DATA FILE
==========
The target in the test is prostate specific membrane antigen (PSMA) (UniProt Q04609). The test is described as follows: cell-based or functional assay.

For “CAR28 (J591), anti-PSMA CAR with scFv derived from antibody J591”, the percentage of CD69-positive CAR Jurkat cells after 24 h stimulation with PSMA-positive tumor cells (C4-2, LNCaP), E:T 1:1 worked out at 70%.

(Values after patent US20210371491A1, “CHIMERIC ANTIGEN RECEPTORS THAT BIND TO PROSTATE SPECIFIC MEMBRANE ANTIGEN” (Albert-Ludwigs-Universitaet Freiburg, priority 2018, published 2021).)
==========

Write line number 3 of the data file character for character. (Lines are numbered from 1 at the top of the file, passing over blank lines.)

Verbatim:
(Values after patent US20210371491A1, “CHIMERIC ANTIGEN RECEPTORS THAT BIND TO PROSTATE SPECIFIC MEMBRANE ANTIGEN” (Albert-Ludwigs-Universitaet Freiburg, priority 2018, published 2021).)